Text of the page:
Cloak of Mystery

In charting the cultural rehabilitation of Oscar Wilde in my article Finding Oscar, I alluded to the first appearances of him as character on screen.

I made reference to the well known bio-pics about Wilde released in 1960; before those he was in episodes of two separate UK and American TV series in 1958; and the erstwilde earliest Oscar could be found in a Canadian TV drama series of 1955.

Now the bar has been lowered. Predating all of those Oscars was this brief portrayal (above) by a quite Wildean-looking actor complete with cane and green carnation.

The problem is that nobody seems to know who he was.

Another still from the film showing a mock up of a poster outside the offices of Richard D’Oyly Carte.

If you want my opinion, the ennui generated in 1950s audiences by The Story of Gilbert and Sullivan can be attributed to not enough Story and too much Gilbert and Sullivan. By that I mean the eight musical interludes by original cast members of the D’Oyly Carte Opera Company parachuted into the piece whose interminably tedious trespassing over the tale probably brought forward the birth of rock ‘n roll by a good two years.

The film in question is the technicolor feature The Story of Gilbert and Sullivan released in 1953. It was made by the fine team of Sidney Gilliat and Frank Launder as a contribution to the national celebration of the coronation of Queen Elizabeth II. It was a flop. The film, I mean—particularly for the hitherto solvent production company British Lion Films.

Who’s OW First?

The film’s lack of success might be the reason why we haven’t heard of the groundbreaking Oscar, but that’s no reason not to know who played him.

That mystery, I suppose, can be put down to the fact that Oscar merely has a walk-on part. He turns up briefly in the film during a scene at the Savoy Theatre on the opening night of Gilbert and Sullivan’s Iolanthe—never mind that the gadabout was actually in Greenwich Village, New York at the time. [1]

In the foyer prior to the show, Helen Lenoir welcomes Sullivan with the exciting news that “everyone will be here tonight, the Prince and Princess of Wales, The Duke of Edinburgh, Gladstone, Oscar Wilde, Mr. Irving…” and soon we see Oscar greeting a lady and then chatting with a character who may be Shaw who whispers “good evening, Oscar”. And that’s it.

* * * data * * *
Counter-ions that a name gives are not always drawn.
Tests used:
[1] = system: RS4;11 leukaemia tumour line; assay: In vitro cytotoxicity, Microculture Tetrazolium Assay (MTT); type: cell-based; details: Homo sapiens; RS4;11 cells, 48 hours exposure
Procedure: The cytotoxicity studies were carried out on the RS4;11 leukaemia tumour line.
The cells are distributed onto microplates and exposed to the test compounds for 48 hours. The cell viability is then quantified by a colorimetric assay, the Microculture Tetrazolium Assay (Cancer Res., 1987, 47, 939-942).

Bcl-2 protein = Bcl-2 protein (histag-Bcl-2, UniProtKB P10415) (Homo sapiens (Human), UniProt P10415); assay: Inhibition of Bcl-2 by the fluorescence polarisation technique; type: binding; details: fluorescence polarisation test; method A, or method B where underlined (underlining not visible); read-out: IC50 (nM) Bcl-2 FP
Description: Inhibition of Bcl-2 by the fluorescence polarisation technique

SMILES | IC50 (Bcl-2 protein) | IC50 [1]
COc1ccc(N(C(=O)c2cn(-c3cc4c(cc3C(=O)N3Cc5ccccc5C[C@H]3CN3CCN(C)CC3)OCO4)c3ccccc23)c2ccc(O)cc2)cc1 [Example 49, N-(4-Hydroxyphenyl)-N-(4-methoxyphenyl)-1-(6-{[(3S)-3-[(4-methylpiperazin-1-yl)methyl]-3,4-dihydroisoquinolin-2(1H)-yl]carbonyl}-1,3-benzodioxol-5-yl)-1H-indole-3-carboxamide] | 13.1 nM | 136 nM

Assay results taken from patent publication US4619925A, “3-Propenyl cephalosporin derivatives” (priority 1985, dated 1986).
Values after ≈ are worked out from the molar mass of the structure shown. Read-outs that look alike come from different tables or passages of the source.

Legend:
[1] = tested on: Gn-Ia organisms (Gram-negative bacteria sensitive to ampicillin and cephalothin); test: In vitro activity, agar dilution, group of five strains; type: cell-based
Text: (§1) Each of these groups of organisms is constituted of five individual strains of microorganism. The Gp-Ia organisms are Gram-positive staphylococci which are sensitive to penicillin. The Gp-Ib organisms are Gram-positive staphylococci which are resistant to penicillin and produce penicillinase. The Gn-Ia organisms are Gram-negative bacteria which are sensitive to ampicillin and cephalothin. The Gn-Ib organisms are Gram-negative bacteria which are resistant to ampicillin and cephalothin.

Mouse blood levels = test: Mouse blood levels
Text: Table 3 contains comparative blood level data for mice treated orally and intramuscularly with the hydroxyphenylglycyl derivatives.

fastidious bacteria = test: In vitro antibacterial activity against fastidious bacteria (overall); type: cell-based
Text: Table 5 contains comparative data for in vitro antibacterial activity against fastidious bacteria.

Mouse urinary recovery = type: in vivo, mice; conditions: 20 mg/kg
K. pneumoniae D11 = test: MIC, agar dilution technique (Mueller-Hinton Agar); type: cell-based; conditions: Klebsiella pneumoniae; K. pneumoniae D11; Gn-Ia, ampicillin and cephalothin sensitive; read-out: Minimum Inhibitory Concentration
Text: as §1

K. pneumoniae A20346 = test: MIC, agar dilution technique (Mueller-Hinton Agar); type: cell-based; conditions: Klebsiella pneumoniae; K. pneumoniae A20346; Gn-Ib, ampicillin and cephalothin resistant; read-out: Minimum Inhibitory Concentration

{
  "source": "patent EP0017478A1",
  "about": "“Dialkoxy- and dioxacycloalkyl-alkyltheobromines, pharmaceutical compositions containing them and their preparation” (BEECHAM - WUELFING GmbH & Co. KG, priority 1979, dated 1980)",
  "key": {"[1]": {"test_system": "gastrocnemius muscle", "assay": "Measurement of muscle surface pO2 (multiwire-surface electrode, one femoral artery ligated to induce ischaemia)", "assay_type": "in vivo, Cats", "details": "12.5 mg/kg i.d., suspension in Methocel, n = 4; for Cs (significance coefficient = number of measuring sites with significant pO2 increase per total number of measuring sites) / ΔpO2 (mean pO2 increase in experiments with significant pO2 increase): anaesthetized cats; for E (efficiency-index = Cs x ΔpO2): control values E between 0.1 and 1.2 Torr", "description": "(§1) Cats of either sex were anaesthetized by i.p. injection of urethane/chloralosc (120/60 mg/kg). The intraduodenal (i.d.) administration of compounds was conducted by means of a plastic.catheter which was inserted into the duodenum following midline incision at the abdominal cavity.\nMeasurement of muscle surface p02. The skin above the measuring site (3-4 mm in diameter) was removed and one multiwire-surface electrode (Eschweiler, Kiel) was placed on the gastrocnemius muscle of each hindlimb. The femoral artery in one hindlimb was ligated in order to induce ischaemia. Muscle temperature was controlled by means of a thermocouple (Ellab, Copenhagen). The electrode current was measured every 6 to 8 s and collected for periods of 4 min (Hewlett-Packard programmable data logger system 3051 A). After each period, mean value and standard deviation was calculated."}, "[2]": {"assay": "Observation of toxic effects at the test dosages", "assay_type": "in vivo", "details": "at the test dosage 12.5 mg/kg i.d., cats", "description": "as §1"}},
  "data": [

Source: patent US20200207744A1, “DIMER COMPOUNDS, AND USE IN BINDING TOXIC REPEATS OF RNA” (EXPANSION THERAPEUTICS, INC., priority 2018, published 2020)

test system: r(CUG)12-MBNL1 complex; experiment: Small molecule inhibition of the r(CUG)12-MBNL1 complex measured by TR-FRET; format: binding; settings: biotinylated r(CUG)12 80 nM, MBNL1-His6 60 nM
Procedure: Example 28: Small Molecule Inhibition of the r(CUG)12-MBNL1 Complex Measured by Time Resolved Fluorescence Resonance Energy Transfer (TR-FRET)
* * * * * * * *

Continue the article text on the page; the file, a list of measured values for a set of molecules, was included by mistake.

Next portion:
First Aid

So, just a brief appearance by an unknown extra. But wait. Surely, cast lists at movie databases quite often record actors who played minor and uncredited roles. So why is our own outcast nowhere listed?

Someone must know! Take this as a plea to find out who this first Oscar was, and the Comments section awaits the results of serious research.

Play For Trivial People

In the meantime for the more trivial among us, there are, instead, a pair of well known actors to focus on in the The Story of Gilbert and Sullivan and they form a very neat piece of Wildean trivia.

The role of W. S. Gilbert is rounded out by Robert Morley who later played the title role in Oscar Wilde (1960). And the character of Richard D’Oyly Carte is played by a goateed Peter Finch who also subsequently had a fling at Fingall in The Trials of Oscar Wilde (1960).

Thus we have two future Oscar Wildes in a film featuring another Oscar Wilde. Or, put another way, three Oscar Wildes in one film.

Or put yet another way: a movie from 1953 that collected three Oscars without even being nominated.

© John Cooper, 2021

[1] The film also depicts the opening of Iolanthe as being simultaneous with the opening of the Savoy Theatre. However, the Savoy Theatre actually opened earlier, during the run of Patience.

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John Cooper

John Cooper is a independent scholar who has spent 30 years in the study of Oscar Wilde. He is a long-standing member of the Oscar Wilde Society, a founding member of the Oscar Wilde Society of America, and a former manager of the Victorian Society In America. For the last 20 years Cooper has specialised in Wilde’s 1882 lecture tour becoming a consultant on Wilde’s American experience to biographers and the wider media. Cooper lectures on Wilde and has conducted new and unique research into Oscar Wilde visits to New York culminating in a guided walking tour. Online he is a popular blogger and the creator of the noncommercial archive 'Oscar Wilde in America’ which incorporates his work on the Sarony photographs, and a detailed documentary verification of Wilde’s American lecture tour. In 2012 Cooper rediscovered Wilde's essay The Philosophy Of Dress that forms the centerpiece to his book Oscar Wilde On Dress (2013).

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